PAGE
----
Related Websites

Educational Resource Sites:

Religion in the Public Schools: Located at the website of the
Anti-Defamation League, this web page provides discussion of several
issues surrounding teaching about religion in a secular context. Page has
additional links on related topics concerning religion and religious liberty in
public schools.

Religion and Public Education Resource Center: A project of the
Department of Religious Studies, California State University, Chico. The
Center seeks to foster a greater understanding of the distinction between
school-sponsored practice of religion and the academic study of religion. It
offers information on educational, ethical, and legal issues related to
teaching about religion and nonreligion.

Teacher Serve, National Humanities Center: An interactive curriculum
enrichment service for high school teachers in the area of “Divining America:
Religion and the National Culture.” Currently, the material pretty much
ignores the nonreligious worldview and its impact on the national culture in
the 17th through the 20th centuries.

The Religious Freedom Page, University of Virginia: Broad range of site
content relates to issues of religious freedom in the U.S. [the Constitution;
court decisions; religious freedom organizations; religion in public life] as
well as around the world [nation profiles; reports; universal principles; sacred
texts]. The links at this site embrace a significant collection of resources,
permitting a teacher to locate key source material, make comparisons, and
delve into historical and theoretical issues.

Multicultural Education: “Through the Multicultural Pavilion, I strive to provide
resources for educators to explore and discuss multicultural education; to
facilitate opportunities for educators to work toward self-awareness and
development; and to provide forums for educators to interact and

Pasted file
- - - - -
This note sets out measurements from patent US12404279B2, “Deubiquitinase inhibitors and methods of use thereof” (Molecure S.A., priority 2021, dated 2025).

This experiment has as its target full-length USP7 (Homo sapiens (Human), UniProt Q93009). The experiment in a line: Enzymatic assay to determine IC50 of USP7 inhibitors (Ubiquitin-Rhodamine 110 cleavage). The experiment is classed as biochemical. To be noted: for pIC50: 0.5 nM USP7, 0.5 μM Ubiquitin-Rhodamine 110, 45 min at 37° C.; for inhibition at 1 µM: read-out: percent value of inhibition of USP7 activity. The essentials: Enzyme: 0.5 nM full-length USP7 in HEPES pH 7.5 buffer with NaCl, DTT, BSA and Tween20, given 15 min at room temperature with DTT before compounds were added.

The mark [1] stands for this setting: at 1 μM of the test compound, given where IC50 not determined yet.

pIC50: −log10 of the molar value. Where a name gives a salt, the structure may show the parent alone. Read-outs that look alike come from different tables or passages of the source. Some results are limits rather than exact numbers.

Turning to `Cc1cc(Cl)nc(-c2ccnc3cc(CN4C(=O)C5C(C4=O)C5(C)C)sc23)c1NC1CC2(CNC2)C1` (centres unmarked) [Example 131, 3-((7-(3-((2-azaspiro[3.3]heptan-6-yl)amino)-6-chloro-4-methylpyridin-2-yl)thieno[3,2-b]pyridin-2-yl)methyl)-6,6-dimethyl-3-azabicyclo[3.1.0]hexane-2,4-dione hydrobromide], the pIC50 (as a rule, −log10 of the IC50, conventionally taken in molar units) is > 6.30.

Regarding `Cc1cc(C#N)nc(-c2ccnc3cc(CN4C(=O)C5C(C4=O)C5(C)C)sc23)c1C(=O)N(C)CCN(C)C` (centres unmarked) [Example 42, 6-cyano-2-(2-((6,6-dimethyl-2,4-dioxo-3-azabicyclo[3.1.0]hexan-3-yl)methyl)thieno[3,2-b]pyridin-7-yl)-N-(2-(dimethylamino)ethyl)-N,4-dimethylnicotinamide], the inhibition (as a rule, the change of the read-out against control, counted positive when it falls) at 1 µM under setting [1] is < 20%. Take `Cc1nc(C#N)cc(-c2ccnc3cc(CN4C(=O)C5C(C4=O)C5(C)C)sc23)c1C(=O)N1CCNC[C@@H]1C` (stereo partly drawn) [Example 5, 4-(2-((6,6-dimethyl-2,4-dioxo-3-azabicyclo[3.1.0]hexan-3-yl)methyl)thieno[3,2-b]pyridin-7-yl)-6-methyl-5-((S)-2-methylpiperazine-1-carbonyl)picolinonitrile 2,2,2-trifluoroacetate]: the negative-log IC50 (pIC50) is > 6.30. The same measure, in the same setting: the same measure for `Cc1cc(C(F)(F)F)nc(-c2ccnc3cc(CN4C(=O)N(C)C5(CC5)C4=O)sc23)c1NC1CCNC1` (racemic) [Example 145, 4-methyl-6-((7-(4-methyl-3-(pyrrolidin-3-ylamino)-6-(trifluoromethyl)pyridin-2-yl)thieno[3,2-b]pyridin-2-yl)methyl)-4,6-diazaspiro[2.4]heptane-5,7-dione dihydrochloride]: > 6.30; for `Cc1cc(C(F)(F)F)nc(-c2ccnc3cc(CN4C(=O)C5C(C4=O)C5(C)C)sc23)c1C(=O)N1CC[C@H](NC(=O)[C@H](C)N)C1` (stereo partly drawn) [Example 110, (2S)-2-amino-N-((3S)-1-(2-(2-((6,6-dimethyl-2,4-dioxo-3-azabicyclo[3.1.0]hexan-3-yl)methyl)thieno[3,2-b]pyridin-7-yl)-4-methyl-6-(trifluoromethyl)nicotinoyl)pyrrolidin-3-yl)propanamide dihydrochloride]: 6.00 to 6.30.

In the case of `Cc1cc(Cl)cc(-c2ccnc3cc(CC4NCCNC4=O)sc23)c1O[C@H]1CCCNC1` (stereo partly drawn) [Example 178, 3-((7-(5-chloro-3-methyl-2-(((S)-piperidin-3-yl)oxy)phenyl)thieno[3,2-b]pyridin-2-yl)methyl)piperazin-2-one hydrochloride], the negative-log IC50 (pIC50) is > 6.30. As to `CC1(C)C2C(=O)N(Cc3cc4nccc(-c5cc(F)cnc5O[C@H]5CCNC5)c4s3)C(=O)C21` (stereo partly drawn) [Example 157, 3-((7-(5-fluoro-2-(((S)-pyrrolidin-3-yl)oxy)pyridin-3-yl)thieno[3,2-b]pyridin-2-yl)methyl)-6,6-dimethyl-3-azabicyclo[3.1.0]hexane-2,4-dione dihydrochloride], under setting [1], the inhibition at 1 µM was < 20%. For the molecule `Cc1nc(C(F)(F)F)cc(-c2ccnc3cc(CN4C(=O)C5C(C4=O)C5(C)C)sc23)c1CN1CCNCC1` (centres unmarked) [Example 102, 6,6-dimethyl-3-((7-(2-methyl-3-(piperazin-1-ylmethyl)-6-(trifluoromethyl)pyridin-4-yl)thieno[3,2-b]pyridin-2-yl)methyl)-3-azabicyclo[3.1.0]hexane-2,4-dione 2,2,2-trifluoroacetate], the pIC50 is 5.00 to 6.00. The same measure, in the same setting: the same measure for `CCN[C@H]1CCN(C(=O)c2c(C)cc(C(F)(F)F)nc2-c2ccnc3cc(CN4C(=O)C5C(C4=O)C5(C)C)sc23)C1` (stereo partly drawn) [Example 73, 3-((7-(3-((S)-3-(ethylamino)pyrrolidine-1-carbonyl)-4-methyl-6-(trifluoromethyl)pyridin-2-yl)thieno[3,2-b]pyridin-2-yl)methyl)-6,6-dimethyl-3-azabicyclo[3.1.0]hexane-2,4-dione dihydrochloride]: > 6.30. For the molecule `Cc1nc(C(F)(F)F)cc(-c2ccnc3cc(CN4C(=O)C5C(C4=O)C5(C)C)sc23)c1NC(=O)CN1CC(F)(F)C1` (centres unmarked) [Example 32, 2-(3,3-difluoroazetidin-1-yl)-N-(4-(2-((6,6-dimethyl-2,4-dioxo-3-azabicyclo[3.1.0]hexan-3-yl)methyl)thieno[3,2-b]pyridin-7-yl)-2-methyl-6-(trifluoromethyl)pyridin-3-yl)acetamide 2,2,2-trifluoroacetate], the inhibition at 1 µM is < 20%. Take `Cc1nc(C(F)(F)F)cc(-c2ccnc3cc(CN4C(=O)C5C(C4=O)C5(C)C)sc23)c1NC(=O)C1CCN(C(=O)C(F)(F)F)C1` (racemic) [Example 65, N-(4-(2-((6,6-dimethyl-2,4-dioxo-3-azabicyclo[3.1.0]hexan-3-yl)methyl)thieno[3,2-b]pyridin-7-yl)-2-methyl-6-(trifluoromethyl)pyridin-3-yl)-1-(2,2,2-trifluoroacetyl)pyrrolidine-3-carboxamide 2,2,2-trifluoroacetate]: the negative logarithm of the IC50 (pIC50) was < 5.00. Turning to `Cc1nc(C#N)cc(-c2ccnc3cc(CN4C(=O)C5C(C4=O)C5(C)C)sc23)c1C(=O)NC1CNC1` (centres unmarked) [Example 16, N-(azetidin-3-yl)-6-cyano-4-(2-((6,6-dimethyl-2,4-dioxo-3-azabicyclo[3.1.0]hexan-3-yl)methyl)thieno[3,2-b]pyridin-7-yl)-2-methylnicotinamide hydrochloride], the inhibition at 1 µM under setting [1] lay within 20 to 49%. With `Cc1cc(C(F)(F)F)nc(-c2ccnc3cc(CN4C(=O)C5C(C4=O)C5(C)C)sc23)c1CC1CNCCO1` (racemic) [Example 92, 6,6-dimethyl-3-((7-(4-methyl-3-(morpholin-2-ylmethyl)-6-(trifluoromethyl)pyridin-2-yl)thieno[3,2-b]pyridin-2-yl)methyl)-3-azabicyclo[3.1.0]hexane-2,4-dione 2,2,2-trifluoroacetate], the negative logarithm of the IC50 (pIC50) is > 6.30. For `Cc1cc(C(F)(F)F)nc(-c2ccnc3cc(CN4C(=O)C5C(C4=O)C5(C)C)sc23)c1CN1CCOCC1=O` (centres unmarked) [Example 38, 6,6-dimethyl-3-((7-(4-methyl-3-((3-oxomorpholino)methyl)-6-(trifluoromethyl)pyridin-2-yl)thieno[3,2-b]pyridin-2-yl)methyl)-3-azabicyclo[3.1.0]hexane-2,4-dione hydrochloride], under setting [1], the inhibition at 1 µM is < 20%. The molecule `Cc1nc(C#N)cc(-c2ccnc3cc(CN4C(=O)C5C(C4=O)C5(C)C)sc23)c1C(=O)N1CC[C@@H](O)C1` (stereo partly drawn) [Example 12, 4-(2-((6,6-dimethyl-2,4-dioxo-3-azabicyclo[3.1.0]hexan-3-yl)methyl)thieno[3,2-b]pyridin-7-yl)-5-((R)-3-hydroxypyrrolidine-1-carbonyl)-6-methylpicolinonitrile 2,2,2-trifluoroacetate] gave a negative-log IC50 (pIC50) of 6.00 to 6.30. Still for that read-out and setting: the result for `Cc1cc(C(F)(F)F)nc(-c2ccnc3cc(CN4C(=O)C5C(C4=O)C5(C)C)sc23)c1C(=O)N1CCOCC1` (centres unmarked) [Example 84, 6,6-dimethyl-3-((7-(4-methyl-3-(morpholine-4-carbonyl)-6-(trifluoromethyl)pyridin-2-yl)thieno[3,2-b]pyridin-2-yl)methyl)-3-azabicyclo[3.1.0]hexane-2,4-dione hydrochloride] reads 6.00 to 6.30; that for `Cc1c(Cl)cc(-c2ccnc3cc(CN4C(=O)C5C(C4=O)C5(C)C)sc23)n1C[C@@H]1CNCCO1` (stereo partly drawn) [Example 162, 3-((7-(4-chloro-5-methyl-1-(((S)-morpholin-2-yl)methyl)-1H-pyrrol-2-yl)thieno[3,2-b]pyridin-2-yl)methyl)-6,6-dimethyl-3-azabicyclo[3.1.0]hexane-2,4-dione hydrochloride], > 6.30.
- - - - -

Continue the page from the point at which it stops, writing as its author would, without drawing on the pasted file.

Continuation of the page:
collaborate toward a critical, transformative approach to multicultural
education.” [Dr. Paul Gorski, Coordinator, Diversity Works and Student
Intercultural Learning Center, University of Maryland]

Religious Movements: "This Religious Movements site provides a
foundation for understanding how religious groups emerge, grow, stagnate,
reinvigorate themselves, and sometimes die. ...We also explore groups that
are not really religions, but have characteristics that are very much like
religions. Scholars typically identify them as quasi-religions, or
para-religious organizations... In addition to creating a foundation for
understanding religion, this site also seeks to promote tolerance and
appreciation of all religions without preference for any particular faith
tradition." [Dr. Jeffrey K. Hadden, Dept. of Sociology, University of Virginia]

The Bill of Rights Institute: Founded in 1999, the Bill of Rights Institute seeks
to educate high school students and teachers about our country’s founding
principles through programs that explore what the Founders said, what the
Founding documents say, and how these ideas affect our daily lives and
shape our society. The Bill of Rights Institute has developed an integrated
line of education programs to advance this mission. Among them are
Instructional Materials for the Classroom, Regional Workshops and Summer
Institutes for Teachers, and Honors Seminars for Students

Establishment Clause: FindLaw's thoroughly documented annotation of the
Establishment Clause of the First Amendment. Provides detailed
foundational knowledge regarding progression of Establishment cases.

Teacher Training Book/Booklet/Program:

The First Amendment Center, Freedom Forum: The First Amendment
Center gives special attention to questions concerning religion and public
education through its religious liberty programs and publications, which
focus on the history, meaning, and significance of the U.S. Constitution's
First Amendment religious liberty clauses. Particularly relevant: Finding
Common Ground: A Guide to Religious Liberty in Public Schools
and A
Teacher's Guide to Religion in the Public Schools

Teaching About Religion
in support of civic pluralism